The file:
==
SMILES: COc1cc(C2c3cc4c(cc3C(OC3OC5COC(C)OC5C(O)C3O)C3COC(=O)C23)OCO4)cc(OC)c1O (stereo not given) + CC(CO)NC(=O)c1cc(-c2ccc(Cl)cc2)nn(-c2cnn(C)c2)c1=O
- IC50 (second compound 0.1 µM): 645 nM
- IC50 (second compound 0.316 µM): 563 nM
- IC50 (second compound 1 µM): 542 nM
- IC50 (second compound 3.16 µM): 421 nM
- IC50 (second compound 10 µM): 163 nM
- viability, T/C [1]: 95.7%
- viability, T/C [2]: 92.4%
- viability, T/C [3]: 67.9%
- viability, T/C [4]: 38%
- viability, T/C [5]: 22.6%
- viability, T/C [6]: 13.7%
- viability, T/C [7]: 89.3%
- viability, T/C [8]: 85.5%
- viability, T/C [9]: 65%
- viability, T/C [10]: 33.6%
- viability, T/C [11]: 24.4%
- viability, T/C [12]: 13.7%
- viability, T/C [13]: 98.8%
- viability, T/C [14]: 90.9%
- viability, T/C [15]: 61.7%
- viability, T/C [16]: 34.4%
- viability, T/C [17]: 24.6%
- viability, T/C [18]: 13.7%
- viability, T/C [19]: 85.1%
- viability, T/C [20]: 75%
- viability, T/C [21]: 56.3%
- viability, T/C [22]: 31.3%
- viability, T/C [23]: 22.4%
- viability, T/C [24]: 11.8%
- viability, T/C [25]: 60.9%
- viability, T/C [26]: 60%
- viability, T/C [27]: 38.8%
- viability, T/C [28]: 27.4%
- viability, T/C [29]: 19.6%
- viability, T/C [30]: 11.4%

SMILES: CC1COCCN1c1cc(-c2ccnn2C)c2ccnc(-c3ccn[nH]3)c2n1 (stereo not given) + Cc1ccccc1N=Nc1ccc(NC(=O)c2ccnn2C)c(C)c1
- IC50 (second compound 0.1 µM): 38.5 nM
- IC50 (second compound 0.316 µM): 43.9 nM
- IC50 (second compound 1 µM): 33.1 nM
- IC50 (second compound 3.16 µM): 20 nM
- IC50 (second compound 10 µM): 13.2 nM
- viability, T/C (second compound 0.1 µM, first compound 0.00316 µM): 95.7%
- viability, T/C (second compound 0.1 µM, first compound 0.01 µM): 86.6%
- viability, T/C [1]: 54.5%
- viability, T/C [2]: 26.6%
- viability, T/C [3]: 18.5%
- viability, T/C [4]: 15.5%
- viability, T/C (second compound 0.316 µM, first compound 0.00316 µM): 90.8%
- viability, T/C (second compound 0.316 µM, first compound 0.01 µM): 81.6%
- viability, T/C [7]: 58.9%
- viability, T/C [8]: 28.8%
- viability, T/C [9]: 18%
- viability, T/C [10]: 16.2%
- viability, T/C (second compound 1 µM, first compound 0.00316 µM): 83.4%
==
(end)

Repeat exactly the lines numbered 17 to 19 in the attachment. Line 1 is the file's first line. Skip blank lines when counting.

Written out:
- viability, T/C [11]: 24.4%
- viability, T/C [12]: 13.7%
- viability, T/C [13]: 98.8%